[Haskell-cafe] Newbie: State monad example questions

Dmitri O.Kondratiev dokondr at gmail.com
Wed May 21 08:42:21 EDT 2008

Thanks everybody for your help!
Oliver,  you provided an excellent write-up  on  State  monad without
going  into 'scary' :) details, great work indeed!
Alas,  in this case I need the details, and in particular the most scary

So let's start with fundamental and most intriguing  (to me) things:

getAny :: (Random a) => State StdGen a
getAny = do g <- get -- magically get the current StdGen

First line above declares a data type:

State StdGen a

which is constructed with the function:

State {runState :: (StdGen -> (a, StdGen))}

Q1: Where in the example (
http://www.haskell.org/all_about_monads/examples/example15.hs) data of this
type *actually gets constructed* ?

Looking at example15.hs code we see the following sequence:

1) makeRandomValue g -- where g is a StdGen instance, ok

2) makeRandomValue g ~> expands into ~>

~>  (runState (do { ...; b <- getAny;...})) g

This last expression puzzles me. I can understand, for example, this:

State StdGen a :: aState
StdGen:: g1

(v, g2) = (runStae aState) g1 -- this returns a state function which is then
passed a generator g1, and as result returns pair (value, new generaor)

But '(runState (do ...)) g' implies that expression (do ...)  must be
somehow of type 'State StdGen a' ?
Yet, when we call 'makeRandomValue g' we just pass to this function

So, my next question:
Q2: How (do {...;b <- getAny;...}) becomes an *instance* of type 'State
StdGen a' ?

On Tue, May 20, 2008 at 7:01 PM, Olivier Boudry <olivier.boudry at gmail.com>

> 2008/5/19 Dmitri O.Kondratiev <dokondr at gmail.com>:
>> I am trying to understand State monad example15 at:
>> http://www.haskell.org/all_about_monads/html/statemonad.html
> Hi Dmitri,
> I'm not sure you need to understand everything about Monad and do-notation
> to use the State Monad. So I will try to explain its use without talking
> about those scary topics. ;-)
> In Haskell you use the state monad when you want to hide state passing
> between function calls. As Haskell is pure you cannot change state. You can
> just create a new state and return it along with the value. In haskell you
> would do this by returning the value and new state in a tuple. State passing
> functions usually have the type `s -> (a, s)` where a is the type of the
> return value and s is the type of the State.
> This is exactly what the `random` function does. It gets a state and
> returns a tuple made of a value and a new state (StdGen: is a new seed for
> the random generator) to be used on the next `random` function call .
> Without the state monad you have to explicitely pass the new seed between
> calls to `random` as using the same seed for all function calls would always
> give you the same "not so random" number.
> Explicit state passing would look like this.
> get3RandomInts :: StdGen -> (Int, Int, Int)
> get3RandomInts g1 =
>     let (r1, g2) = random g1
>         (r2, g3) = random g2
>         (r3, _)  = random g3
>     in (r1, r2, r3)
> It's tedious, unreadable and error prone as it's easy to mess up the
> numbering (based on my experience).
> The State Monad allow you to hide the state passing. You don't have to give
> the state as an argument and your function won't return a changed state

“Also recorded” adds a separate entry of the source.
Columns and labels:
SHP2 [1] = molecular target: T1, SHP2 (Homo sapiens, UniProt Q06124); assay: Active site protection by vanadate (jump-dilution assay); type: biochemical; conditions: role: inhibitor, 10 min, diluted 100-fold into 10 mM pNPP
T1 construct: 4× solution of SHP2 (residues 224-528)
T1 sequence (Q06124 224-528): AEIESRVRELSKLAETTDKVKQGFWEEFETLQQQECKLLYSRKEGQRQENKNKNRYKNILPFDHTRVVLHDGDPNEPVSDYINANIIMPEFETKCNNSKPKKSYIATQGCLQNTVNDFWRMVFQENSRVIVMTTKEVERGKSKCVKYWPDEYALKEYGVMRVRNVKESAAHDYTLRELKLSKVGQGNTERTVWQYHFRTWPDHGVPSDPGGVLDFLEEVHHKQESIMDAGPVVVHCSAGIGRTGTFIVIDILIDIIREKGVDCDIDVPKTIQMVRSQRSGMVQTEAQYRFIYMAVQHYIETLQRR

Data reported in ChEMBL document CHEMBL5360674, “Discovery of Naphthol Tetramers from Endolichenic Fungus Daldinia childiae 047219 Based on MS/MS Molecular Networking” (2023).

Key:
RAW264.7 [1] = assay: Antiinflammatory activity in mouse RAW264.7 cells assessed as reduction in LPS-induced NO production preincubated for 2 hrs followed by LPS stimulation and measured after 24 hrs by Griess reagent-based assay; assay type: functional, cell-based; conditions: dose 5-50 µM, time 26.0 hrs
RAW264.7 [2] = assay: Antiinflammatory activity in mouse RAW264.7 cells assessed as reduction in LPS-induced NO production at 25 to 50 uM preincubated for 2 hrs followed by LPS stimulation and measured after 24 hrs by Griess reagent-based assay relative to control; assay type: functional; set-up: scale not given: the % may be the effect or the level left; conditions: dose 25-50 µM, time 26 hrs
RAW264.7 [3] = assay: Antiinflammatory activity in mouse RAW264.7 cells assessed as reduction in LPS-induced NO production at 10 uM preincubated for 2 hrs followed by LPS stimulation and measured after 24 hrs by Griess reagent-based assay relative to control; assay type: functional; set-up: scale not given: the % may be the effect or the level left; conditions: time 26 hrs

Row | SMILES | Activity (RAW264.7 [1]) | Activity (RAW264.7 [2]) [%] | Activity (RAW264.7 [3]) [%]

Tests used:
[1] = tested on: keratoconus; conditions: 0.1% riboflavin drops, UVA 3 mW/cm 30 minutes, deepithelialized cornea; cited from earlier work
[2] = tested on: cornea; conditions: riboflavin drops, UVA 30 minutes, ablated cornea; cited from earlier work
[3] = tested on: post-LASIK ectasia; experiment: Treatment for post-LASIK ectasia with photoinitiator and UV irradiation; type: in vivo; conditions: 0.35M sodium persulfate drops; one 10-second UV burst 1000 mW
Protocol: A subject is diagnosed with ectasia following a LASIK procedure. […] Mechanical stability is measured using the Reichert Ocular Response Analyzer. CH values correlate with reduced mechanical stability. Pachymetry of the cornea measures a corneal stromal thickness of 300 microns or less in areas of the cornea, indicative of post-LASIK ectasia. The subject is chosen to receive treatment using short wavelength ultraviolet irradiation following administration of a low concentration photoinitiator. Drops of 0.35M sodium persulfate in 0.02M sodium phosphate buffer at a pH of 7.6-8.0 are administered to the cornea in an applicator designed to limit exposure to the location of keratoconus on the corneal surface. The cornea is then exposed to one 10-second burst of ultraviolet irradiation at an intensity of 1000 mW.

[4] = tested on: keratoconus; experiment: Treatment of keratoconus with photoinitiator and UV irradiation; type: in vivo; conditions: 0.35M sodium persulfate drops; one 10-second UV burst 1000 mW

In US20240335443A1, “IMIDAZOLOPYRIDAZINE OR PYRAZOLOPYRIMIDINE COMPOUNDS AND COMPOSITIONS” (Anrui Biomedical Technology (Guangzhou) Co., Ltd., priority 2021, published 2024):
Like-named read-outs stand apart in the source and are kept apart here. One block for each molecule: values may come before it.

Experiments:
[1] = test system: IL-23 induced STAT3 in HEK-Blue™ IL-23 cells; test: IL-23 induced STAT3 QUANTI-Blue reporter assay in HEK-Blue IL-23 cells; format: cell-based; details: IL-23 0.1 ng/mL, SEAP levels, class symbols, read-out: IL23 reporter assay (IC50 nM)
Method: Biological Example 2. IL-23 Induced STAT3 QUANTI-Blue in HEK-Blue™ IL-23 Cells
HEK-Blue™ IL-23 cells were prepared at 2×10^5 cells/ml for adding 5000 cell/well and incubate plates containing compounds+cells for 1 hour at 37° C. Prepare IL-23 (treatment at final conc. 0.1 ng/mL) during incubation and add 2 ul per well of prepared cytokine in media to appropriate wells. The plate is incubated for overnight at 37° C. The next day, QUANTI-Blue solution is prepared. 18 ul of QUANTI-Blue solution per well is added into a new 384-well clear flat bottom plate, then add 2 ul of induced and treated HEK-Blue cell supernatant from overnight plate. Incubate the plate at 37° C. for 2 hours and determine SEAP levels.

> along with the data. Code running in the State Monad will look like this:
> getAny :: (Random a) => State StdGen a
> getAny = do g <- get -- magically get the current StdGen
>             let (x, g') = random g
>             put g' -- magically save the new StdGen for later
>             return x
> get3RandomIntsWithState :: State StdGen (Int, Int, Int)
> get3RandomIntsWithState = do
>     r1 <- getAny -- you don't care about stdgen passing
>     r2 <- getAny
>     r3 <- getAny
>     return (r1, r2, r3)
> To use your get3RandomIntsWithState function you need to run it using one
> of runState (returns the (value, state)) or evalState (returns the value).
> main :: IO ()
> main = do
>     g <- getStdGen
>     let t = evalState get3RandomsWithState g
>     print t
> The interesting bits are in the getAny function. The State Monad provides
> you with 2 new function, get and set. If you look at this function as
> blackboxes; `get` will retrieve the current State and `put` will save a new
> State. You don't need to worry about how the State is passed from one getAny
> function call to another as long as they're run in the same `evalState`
> call.
> Now getAny can be simplified. If you look at the random function and at the
> State newtype declaration you will see that a State is a `s -> (a, s)`
> function "hidden" in the State constructor.
>     newtype State s a = State {runState :: s -> (a, s)}
> random is also of the type `s -> (a, s)` even if variables are labelled `g`
> and `a`
>     random :: (RandomGen g, Random a) => g -> (a, g)
> So wrapping the random function into the State constructor will just give
> you a getAny function for free.
> getAny :: (Random a) => State StdGen a
> getAny = State random
> I put a copy of the code in http://hpaste.org/7768
> In short to use the State monad, you just need to care about a couple of
> details.
> The type of your functions running in the State Monad must end in `State s
> a` where `s` is the type of the state and `a` the type of the return value.
> You have to run it using either runState, execState or evalState. runState
> will return both the value and the state, execState will return the state
> and evalState will return just the value.
> You must use put and get to retrieve and store the State but don't need to
> care about the details of how the state is passed. As long as your function
> calls are all part of the same action.
> I hope it helps. I'm also quite new at Haskell and the terminology used is
> probably not very accurate.
> Best regards,
> Olivier.

Dmitri O. Kondratiev
dokondr at gmail.com
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